A member of the court gallery, who is an obvious supporter of Samura Kamara retorted that, “if the shabbiness in the upkeep of the court building and the wastage of its resources is not disheartening enough; the apparent wastage of resources in putting Samura Kamara on trial for funds that disappeared in his absence should.”
The bystander was referring to the Africanist Press’s supposition that the misappropriation the funds in question allegedly took place after Samura Kamara had resigned from the foreign ministry in December 2017.
In its July 4 2021 report, “Account Details Expose Foreign Affairs Efforts to Cover Up Diplomatic Corruption”, the Africanist press stated that, “The 2018 and 2019 financial records and bank statements of Sierra Leone’s Ministry of Foreign Affairs show precisely how more than Le40.1 billion (over US$4 million) of funds earmarked for the supposed renovation of the Sierra Leone Mission headquarters in New York were withdrawn and diverted between March 2018 and September 2019 by foreign affairs officials in Freetown and their diplomatic counterparts in New York.”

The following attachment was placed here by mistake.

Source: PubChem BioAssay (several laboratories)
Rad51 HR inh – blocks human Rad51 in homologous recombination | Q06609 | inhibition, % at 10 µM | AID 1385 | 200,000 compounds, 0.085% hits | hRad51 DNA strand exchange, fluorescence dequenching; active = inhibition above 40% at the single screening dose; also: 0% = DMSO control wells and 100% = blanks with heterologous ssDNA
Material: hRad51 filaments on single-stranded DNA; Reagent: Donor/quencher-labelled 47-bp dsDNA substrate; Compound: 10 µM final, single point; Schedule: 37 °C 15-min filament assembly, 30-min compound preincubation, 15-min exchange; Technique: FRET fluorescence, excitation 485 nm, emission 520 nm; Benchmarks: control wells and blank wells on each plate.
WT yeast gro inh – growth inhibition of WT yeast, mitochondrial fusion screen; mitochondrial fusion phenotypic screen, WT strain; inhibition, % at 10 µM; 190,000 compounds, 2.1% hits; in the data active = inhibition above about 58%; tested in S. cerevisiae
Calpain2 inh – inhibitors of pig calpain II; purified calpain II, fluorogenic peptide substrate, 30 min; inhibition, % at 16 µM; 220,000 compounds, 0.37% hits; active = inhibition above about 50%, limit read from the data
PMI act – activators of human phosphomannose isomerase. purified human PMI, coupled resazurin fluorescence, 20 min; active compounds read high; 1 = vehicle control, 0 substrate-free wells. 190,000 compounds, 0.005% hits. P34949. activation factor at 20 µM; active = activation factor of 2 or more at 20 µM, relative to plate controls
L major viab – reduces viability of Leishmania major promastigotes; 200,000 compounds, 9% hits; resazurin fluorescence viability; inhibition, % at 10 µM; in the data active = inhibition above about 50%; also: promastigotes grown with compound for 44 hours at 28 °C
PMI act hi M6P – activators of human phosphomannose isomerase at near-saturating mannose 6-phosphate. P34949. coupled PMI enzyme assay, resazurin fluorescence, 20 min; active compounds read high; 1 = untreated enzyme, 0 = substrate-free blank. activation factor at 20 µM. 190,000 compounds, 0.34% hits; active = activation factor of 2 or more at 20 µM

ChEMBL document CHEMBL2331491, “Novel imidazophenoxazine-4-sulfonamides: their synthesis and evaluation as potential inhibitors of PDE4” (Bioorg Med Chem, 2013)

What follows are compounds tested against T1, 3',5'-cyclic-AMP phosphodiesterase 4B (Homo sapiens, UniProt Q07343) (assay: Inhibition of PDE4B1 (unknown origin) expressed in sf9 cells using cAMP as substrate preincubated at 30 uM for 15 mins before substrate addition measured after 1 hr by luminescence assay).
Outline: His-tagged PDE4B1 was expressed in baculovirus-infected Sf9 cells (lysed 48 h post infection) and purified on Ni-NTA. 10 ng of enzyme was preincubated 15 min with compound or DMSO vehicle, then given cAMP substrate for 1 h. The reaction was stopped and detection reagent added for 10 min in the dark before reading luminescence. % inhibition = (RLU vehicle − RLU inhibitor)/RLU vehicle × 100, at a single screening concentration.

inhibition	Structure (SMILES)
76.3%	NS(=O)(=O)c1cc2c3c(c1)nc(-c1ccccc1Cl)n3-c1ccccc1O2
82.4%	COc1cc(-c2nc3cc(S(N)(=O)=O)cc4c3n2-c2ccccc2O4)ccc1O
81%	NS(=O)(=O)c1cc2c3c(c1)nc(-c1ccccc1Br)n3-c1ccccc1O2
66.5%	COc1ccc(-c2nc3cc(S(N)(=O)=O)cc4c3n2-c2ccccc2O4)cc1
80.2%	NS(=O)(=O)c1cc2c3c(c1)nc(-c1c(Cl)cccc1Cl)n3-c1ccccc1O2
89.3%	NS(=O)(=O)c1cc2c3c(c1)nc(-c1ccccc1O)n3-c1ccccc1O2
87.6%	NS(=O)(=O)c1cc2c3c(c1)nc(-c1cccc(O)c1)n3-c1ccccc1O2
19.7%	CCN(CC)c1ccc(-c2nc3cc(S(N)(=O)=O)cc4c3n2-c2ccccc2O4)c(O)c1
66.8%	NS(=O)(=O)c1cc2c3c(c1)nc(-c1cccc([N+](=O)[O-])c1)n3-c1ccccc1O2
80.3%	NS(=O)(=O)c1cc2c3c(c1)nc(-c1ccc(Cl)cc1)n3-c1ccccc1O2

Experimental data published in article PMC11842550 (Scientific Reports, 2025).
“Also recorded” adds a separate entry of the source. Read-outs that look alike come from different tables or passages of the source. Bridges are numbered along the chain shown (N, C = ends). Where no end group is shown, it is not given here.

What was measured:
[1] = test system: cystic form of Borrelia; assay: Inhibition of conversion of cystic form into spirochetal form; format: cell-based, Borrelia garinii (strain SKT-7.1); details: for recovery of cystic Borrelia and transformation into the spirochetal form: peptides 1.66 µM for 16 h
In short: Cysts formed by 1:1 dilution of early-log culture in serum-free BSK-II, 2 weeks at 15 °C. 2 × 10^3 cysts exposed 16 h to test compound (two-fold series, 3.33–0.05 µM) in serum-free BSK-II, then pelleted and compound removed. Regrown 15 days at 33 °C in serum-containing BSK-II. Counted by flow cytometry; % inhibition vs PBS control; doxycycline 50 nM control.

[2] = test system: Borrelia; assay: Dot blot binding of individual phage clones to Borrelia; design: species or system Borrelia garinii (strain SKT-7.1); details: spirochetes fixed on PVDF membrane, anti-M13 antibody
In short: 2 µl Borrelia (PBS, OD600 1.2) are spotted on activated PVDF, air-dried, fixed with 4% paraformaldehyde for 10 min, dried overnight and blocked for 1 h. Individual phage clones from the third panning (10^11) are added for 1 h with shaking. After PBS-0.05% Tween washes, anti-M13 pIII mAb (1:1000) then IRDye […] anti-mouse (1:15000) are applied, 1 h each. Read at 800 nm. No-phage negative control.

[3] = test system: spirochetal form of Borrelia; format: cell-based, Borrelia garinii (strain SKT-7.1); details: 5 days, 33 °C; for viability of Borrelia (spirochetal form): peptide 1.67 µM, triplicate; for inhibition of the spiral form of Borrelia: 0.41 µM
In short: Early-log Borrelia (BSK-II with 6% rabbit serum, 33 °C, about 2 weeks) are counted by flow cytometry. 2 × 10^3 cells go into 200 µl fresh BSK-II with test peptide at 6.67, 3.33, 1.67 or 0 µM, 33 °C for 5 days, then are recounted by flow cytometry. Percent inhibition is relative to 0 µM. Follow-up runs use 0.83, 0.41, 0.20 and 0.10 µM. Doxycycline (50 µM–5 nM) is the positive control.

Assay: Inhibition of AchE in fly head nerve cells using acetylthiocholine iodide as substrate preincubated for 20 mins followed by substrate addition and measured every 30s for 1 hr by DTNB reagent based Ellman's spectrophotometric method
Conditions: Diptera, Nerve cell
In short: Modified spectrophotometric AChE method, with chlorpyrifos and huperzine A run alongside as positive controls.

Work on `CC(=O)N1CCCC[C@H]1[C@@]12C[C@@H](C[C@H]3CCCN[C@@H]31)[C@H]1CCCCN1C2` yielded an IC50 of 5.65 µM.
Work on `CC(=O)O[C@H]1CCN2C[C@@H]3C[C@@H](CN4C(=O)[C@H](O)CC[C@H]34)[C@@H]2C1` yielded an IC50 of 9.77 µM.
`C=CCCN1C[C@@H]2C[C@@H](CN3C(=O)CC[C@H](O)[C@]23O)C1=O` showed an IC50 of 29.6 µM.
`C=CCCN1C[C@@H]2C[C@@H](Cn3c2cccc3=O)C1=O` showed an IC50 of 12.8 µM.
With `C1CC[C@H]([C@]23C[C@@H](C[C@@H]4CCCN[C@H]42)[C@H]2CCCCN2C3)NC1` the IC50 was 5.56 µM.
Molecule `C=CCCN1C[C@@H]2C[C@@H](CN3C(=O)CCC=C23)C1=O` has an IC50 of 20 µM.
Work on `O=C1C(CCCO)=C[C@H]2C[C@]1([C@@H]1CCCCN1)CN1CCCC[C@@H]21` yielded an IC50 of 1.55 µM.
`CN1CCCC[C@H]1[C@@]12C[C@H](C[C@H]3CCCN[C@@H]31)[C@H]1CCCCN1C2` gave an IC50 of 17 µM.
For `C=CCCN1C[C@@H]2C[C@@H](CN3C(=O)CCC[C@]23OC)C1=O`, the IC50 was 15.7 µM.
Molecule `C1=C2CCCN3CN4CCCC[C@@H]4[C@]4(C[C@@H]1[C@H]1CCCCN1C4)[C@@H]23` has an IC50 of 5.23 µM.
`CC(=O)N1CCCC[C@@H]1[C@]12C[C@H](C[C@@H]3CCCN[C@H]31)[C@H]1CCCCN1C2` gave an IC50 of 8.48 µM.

The report went further to state that: “Details of the financial transactions from the banking records of the foreign affairs ministry for fiscal year 2018, during the first months of the Bio Administration, show that foreign affairs officials in Freetown withdrew all of the funds transferred by the Chinese government into the foreign affairs account between June 2018 and September 2018 instead of transferring the earmarked funds to the designated embassy account in New York.”
Apparently, it was this quantum of documents that the Prosecuting Witness 1 (PW1) Joseph Bockarie Noah, was having trouble to orderly tender as Exhibits in the matter. They range from Government Banking Cheques; Credits Advice, and other financial documents from the Accountant General’s Department and the Bank of Sierra Leone (BSL) that were sent to the Sierra Leone Permanent Mission to the United Nations in New York; to documents that dealt with the awarding of contract for the renovation of Sierra Leone Permanent Mission in New York; to Status Report of the renovation work.